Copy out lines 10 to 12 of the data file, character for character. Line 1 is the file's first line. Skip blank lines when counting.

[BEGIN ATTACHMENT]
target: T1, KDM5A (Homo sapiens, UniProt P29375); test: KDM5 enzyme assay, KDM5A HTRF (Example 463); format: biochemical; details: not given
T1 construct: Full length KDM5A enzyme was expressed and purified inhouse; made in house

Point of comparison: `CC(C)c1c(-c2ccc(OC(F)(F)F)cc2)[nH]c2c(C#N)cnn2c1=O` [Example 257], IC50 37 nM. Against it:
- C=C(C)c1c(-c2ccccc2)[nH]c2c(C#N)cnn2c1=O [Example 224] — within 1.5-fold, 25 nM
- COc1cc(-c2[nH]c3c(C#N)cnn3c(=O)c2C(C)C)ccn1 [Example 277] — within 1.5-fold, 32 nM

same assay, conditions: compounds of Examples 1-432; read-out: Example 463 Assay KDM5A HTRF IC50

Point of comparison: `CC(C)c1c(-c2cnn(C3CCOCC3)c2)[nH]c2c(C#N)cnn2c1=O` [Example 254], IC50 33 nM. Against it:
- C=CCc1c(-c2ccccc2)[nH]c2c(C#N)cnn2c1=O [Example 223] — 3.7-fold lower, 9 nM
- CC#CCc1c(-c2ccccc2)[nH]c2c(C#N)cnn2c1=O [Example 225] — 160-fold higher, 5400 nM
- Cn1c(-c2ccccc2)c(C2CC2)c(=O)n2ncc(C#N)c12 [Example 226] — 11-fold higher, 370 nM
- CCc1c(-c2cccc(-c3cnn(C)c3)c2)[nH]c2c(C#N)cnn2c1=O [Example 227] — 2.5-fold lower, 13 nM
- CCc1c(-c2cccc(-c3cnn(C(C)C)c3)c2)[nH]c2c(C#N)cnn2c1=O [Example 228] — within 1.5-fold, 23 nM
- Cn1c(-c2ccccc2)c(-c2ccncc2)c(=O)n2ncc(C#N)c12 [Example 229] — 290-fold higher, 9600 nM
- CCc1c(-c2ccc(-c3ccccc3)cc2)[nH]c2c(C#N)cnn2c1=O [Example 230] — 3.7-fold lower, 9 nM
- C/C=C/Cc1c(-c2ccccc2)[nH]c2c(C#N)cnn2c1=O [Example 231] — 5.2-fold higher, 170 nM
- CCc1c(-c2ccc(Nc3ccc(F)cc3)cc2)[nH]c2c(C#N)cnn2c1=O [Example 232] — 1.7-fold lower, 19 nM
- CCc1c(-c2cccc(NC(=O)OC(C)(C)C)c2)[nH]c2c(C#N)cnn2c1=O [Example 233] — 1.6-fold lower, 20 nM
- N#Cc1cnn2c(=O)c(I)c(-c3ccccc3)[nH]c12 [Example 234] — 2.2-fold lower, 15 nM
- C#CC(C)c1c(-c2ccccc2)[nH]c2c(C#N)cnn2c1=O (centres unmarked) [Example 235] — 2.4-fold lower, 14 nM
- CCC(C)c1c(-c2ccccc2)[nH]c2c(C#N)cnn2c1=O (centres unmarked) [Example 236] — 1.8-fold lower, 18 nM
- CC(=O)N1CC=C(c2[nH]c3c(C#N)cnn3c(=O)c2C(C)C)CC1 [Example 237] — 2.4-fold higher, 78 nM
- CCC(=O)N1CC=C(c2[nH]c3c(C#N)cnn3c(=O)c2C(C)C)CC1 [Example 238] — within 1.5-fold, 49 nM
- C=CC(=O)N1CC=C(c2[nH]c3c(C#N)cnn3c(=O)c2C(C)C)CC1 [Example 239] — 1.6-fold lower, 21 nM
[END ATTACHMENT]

- Cn1c(-c2ccccc2)c(C2CC2)c(=O)n2ncc(C#N)c12 [Example 226] — 11-fold higher, 370 nM
- CCc1c(-c2cccc(-c3cnn(C)c3)c2)[nH]c2c(C#N)cnn2c1=O [Example 227] — 2.5-fold lower, 13 nM
- CCc1c(-c2cccc(-c3cnn(C(C)C)c3)c2)[nH]c2c(C#N)cnn2c1=O [Example 228] — within 1.5-fold, 23 nM